No. That may be the business of ambassadors. It is not the business of journalists -- and especially not of reporters. Their job is to report accurately, fairly and vividly what they see, hear, smell and read. To tell it as it is. And thus, to recall a Chinese maxim favored by Deng Xiaoping, to "seek truth from facts."

All that remains is to do it. But actually, if you are interested and know where to look, that is already being done. A couple of hours on the Web, armed with a few tips, will lead you to an Aladdin's cave of rich, diverse, detailed reporting and analysis of China. (Try chinadigitaltimes.net and danwei.org as a first "open sesame.") Much of this is not fact-checked or balanced in a professional way, but it is subject to another kind of scrutiny, with bloggers mercilessly pointing out what they see as errors, distortions or omissions.

Meanwhile, leading Western journals such as the Economist, the New Yorker and the Atlantic carry long, original and thoroughly fact-checked articles from China. While I was in Beijing, I saw a report on BBC World News television about farmers who had given up their rural homes for urban development, having been promised a new school for their children. The promise had not yet been kept. Anti-China bias? Not at all. As it seeks truth from facts, the BBC is holding high the banner of Deng Xiaoping thought.

So where's the catch? In my lament at the top of this column, I was careful to refer to what most Western readers and viewers see most of the time. Starr, in his essay, makes a useful distinction between availability and exposure. China-news junkies can find a great daily hit. What is under threat is the broad, serendipitous daily exposure to news of the world that comes from turning the pages of a newspaper over your morning tea.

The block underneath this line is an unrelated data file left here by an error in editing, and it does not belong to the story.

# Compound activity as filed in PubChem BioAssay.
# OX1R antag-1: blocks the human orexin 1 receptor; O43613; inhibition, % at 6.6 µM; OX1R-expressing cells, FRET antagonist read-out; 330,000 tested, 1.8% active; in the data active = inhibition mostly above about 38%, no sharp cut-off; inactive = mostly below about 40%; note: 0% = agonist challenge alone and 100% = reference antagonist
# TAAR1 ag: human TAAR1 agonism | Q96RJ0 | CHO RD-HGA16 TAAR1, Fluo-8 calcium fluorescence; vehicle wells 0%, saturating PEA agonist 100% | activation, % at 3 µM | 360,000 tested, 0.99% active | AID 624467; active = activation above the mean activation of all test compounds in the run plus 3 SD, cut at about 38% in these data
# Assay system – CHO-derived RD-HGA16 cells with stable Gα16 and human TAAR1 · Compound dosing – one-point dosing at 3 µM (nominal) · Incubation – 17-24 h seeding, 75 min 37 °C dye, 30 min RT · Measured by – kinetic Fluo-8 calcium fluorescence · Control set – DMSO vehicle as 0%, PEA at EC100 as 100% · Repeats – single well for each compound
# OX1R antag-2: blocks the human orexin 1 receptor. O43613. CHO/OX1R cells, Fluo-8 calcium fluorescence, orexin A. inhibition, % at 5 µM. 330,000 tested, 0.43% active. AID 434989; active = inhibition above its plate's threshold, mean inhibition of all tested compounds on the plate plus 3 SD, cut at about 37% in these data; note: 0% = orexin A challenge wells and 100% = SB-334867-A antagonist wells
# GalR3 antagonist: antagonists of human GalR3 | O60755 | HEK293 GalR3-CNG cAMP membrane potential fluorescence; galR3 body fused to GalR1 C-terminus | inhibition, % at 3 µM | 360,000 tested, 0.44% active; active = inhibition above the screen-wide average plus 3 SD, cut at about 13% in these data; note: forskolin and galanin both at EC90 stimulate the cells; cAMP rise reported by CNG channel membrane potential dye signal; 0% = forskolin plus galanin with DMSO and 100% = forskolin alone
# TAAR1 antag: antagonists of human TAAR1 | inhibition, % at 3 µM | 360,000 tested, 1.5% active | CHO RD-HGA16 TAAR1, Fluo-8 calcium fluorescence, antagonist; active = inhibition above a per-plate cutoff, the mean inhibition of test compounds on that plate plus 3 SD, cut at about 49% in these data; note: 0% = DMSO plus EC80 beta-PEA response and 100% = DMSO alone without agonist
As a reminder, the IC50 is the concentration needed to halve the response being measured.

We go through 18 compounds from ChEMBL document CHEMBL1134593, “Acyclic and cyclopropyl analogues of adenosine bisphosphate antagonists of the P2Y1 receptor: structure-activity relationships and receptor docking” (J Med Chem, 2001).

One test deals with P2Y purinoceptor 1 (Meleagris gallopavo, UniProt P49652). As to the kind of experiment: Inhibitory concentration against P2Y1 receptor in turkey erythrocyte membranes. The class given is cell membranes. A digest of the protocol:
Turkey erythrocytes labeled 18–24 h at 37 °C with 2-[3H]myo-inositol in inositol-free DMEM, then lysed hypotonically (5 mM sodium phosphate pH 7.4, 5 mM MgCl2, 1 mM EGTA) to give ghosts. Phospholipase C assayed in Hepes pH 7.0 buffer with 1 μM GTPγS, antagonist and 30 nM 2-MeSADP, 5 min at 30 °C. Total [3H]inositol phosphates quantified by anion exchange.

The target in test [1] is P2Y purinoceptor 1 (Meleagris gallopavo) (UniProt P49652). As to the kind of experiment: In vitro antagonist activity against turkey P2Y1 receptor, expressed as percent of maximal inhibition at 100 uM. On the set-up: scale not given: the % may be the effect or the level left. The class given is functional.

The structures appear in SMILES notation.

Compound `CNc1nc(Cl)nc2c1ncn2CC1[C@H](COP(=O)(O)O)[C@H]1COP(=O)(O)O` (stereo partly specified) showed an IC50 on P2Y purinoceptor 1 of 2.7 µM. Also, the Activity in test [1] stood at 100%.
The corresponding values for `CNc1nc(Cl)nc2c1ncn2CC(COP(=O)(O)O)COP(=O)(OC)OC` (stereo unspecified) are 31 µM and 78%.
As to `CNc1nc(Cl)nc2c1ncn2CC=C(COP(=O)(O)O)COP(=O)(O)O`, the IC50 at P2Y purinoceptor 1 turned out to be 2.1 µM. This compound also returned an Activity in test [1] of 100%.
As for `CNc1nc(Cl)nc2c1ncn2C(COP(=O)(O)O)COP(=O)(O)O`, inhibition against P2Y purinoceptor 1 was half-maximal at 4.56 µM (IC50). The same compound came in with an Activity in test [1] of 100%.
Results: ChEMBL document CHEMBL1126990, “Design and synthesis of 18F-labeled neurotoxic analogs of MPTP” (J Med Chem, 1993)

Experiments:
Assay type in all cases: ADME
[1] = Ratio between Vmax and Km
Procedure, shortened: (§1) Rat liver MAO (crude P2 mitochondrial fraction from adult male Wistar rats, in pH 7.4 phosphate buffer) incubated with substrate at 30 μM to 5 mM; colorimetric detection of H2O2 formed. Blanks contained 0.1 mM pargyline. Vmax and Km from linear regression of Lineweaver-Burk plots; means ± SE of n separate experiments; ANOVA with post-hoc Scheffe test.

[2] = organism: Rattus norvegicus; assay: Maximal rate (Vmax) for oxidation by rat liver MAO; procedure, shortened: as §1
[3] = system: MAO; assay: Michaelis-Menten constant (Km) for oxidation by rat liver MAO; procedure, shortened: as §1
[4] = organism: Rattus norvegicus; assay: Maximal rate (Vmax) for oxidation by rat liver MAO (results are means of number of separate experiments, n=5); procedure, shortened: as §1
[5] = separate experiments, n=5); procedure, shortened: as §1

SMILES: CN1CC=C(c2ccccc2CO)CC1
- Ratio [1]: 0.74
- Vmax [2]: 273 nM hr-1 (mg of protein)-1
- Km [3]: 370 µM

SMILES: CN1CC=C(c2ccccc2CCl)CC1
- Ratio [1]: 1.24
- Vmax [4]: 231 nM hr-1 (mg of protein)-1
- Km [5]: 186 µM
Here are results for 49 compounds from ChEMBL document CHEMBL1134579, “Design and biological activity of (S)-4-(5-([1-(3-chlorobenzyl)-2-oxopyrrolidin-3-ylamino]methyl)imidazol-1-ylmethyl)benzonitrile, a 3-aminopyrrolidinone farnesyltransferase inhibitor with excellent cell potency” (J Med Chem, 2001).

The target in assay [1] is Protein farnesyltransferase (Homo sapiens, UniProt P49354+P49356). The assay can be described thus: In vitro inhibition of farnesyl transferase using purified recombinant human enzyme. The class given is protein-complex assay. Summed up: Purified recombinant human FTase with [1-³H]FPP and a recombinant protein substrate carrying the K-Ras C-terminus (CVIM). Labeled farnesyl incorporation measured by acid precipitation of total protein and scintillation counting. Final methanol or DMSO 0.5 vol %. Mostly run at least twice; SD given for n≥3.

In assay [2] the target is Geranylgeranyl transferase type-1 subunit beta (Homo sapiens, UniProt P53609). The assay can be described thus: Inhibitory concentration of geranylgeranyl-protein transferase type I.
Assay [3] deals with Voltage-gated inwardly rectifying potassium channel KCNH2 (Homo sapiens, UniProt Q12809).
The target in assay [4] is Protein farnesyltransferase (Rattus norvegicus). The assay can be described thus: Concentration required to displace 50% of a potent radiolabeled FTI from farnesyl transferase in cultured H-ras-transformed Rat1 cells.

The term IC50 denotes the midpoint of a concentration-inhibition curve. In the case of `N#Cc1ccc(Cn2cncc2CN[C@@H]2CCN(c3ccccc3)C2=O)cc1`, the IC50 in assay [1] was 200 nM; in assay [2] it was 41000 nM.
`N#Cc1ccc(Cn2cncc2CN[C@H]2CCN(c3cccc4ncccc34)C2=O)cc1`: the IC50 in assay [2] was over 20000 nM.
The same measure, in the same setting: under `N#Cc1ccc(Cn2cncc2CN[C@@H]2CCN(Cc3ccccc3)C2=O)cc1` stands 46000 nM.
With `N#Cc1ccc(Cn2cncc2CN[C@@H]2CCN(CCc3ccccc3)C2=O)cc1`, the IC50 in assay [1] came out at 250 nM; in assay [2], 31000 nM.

It's no use mewling over bygone glories of a probably mythical golden age of foreign reporting. The point now is to work out how to exploit the tremendous potential of new media so as to expose more of the people, more of the time, to reliable and interesting foreign news. More than just the future of journalism will depend on it.

Timothy Garton Ash, a contributing editor to Opinion,is a senior fellow at the Hoover Institution and professor of European studies at Oxford University.

4月17日《参考消息》摘译,题:西方媒体为何专盯中国负面新闻

【英国《卫报》网站4月16日文章】(实为美国《洛杉矶时报》文章——福禄祯祥注)题:我们越是需要了解更多外国新闻,收到的却越少(作者 英国牛律大学教授蒂莫西·加顿·阿什)

前不久我去中国的时候听到这样的抱怨,说西方媒体对中国的发展变化总是进行歪曲报道。我认为这有一定的道理,但理由与中国共产党员或民族主义的网民想像的不太一样。

大多数对中国不太热心的西方报纸读者和电视观众确实看到了许许多多关于西藏、腐败和公众不满意的报道。他们很少看到对共产主义制度的广泛支持度、仍有大批优秀学生加入共产党或政治经济改革试点的报道。

然而,这种倾向不是出于中国官员指责的“反华”政策或偏见。令很多中国人难以置信的是,他们自己的媒体是党和国家政策的体现,而西方国家的政府却与媒体几乎没有任何联系。最主要的原因在于西方商业新闻产业的经济学和职业动力。

在激烈争夺读者与观众的过程中,西方主流媒体往往盯住一些读者和观众熟知和感兴趣的少数话题。他们对西藏进行了如此多的报道,并不是因为他们是意识形态上的中国批评者,而是因为西藏能引起消费者的强烈兴趣和关注。

的确,他们对中国国内政策的新闻报道往往是耸人听闻的和负面的——但他们对自己国家的国内政治的报道也是如此。那些编辑和选取这些新闻的人只不过是服从于他们这个行业里的市场原则:越负面,越有人看;爆炸性新闻是最有市场的;好消息等于没有消息。“很多中国城市居民对日益提高的生活水平感到比较满意”不会成为帮助报纸热销的头条新闻。

西方主流媒体的中国报道中更大的问题并不在于其负面性,而在于考虑到中国日益增强的重要性和中国文化和社会与西方的巨大不同,对中国的报道太少了。西方媒体不必要减少对达赖的报道,但应当多写写组成异彩纷呈的中国画卷的其他故事。

遗憾的是,趋势却在向着相反的方向发展:大多数人阅读的报纸和观看的国内电视台中的外国新闻变少了。原因主要也是经济问题。收集国外新闻的成本太高。随着广告收入减少,花销巨大的驻外机构被关闭。对新闻来说,这是个坏消息。